On the notion of the political in postmarxist theory.


Miguel Abensour
Is there a proper way to use the voluntary servitude hypothesis?

The Transformation of Structural Causality in Late Modernity 

Propositions on Subject and History

Filippo del Lucchese
The symptomatic relationship between law and conflict in Spinoza 

Jura communia as anima imperii

Warren Montag
Althusser and the Question of Origin
Hegel sive Spinoza

Jacques Rancière
On the political and theoretical effects of Althusserian Marxism
Althusser's Lesson

Michael Löwy
Romanticism and Zivilisationskritik
Walter Benjamin

V. Desclaux, K. Diefenbach M. Dolar, D. Hoens, A. Kukuljevic,
Deleuze, Guattari, Lacan II
The impossible encounter

Michaela Ott
Reading Spinoza with Nietzsche
Deleuze's affective “thinking with”

Emiliano Battista, Vanessa Brito, Jack H. Fischer
Book presentation
Becoming major, becoming minor

Sara Farris, Peter Thomas
Counter-politicisation of the non-political
The theory of politics in the young Marx

Lars T. Lih
The Unifying Theme of his Political Career
Lenin's Scenario of Class Leadership

Rodrigo Nunes
The politics of Badiou and Deleuze/ Guattari
Subject, event, separation

Rodrigo Nunes
Politics, poetics + popular culture in Brazilian cinema 1962-1979
'Stronger are the powers of the people' I

Thomas Seibert
Reading Badiou with and against his postmarxist contemporaries
Politics unbound

Kathrin Thiele
Nietzsche with Deleuze II
The thought of becoming

International conference
Becoming-major, becoming-minor

Marina Gržinić
Global capitalism, necropolitics and contemporary art

Roberto Esposito
The dispositif of the person

International Conference
Encountering Althusser

Conference material: schedule, abstracts, articles
Encountering Althusser

Antke Engel
Queer/ing Images of Sexuality and Economy
The Surplus of Paradoxes

Matteo Mandarini
Negri's encounter with Guattari: the elision of Lenin
Communists like us

Ruth Sonderegger
A cinematic diagnosis of biopolitics
The cinema of Jean-Pierre and Luc Dardenne

Christian Kerslake
The specter of an unsolved problematic
The Meanings of Immanence in Deleuze's Philosophy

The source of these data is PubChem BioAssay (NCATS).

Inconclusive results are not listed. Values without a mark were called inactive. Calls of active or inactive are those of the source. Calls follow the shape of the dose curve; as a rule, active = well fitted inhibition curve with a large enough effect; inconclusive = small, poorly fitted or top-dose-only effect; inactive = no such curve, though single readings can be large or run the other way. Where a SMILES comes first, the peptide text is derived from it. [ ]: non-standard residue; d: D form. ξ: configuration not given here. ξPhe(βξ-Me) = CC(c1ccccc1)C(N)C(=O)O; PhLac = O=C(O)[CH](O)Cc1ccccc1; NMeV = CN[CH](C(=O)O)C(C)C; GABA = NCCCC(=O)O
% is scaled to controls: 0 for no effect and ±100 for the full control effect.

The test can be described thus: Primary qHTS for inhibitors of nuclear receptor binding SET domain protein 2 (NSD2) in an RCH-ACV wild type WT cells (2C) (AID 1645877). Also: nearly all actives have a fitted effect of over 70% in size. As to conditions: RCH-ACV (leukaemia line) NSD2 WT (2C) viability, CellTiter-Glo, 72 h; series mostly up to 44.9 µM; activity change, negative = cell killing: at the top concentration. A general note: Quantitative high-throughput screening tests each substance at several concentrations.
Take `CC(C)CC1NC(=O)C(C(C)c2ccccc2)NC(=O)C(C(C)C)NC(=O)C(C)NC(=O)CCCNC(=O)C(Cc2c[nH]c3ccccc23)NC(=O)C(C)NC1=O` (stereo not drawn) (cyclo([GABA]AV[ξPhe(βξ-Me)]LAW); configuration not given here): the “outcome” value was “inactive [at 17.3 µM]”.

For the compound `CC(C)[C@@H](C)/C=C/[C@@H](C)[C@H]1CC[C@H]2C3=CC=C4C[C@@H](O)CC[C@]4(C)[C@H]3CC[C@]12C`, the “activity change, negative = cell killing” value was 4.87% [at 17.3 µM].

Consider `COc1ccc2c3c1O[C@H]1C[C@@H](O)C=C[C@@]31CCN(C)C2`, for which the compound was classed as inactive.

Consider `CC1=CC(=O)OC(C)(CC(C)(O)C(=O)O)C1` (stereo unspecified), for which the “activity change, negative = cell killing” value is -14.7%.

Luca Basso, Vittorio Morfino
A French Marx
The singular, the trans-individual and the common

Pier Vittorio Aureli, Andrea Cavaletti, Katja Diefenbach, Mark Purcell, Miguel Robles-Duran, Lukasz Stanek, Roemer van Toorn, Peter Trummer, Sven-Olov Wallenstein
State-space symposium no. 1
Biopolitics of scale

Paul Hegarty, Vanessa Theodoropoulos, Jean Louis Violeau
Against the economic: Reading Baudrillard with Bataille, Lacan, Marx, and Debord
A Workshop on Baudrillard

Lecture of Tom Rockmore at the International Institute for Research and Education, Amsterdam
Is Marx a Fichtean?

Martin Saar
Negri on Power
Political Spinozism

Steve Wright
The Refusal of Labor
Tronti's Legacy

Massimo De Angelis, Pier Vittorio Aureli, Anne Querrien
The production of commons, subjectivity and space
Communists like us

A. Auerbach, K. Diefenbach, S. Dillemuth, M. Vishmidt
The politics of bohemia

Maria Muhle
From Foucault to Rancière
Politics, police and power

Manfred Hermes
Narrative strategies of subjectivisation in Fassbinder’s "Berlin Alexanderplatz"
In the figurative sense

Serhat Karakayali
On political hegemony and militant becoming: Gramsci and Deleuze
The poetics of knowledge

Ruben Martinez, Jaron Rowan, Marina Vishmidt, Katja Diefenbach
The cultural producer as model of the post-fordist worker
In the mood for work

Grahame Lock
The actuality of Althusser's thinking
Dictatorship of the proletariat as political science

Judith Hopf
The imposition of creative work
Hey production!

Raul Zelik
Notes on asymmetric warfare and governance
Sovereign police

Pier Vittorio Aureli, Andrea Cavaletti, Katja Diefenbach, Mark Purcell, Miguel Robles-Duran, Lukasz Stanek, Roemer van Toorn, Peter Trummer, Sven-Olov Wallenstein

State-space symposium no. 1
Biopolitics of scale

Organizers: Berlage Institute & Jan van Eyck Academie.

The symposium "Biopolitics of scale" addresses the role of modern states in processes of urbanization by focusing on the production and transformation of scalar regimes. The production of scales as platforms and containers of social practices was an essential part of the emergence of modern urbanism as a biopolitical project since the 18th century and facilitated the introduction of new procedures of state administration of life and distribution of risk on the territory. The investigation of production, merger, dissipation and transformation of scales reveals a common denominator of the current processes of urbanization, including the management of growth of cities; the regulation of circulation of commodities, people, and ideas; the distribution of infrastructure, security and welfare; new doctrines of monument protection; and the introduction of new financial instruments which facilitate these operations. This symposium will discuss scales as designed, produced and contested rather than given by nature, and it will question the ability of architecture and urbanism to reclaim the political economy of scale as their field of competence.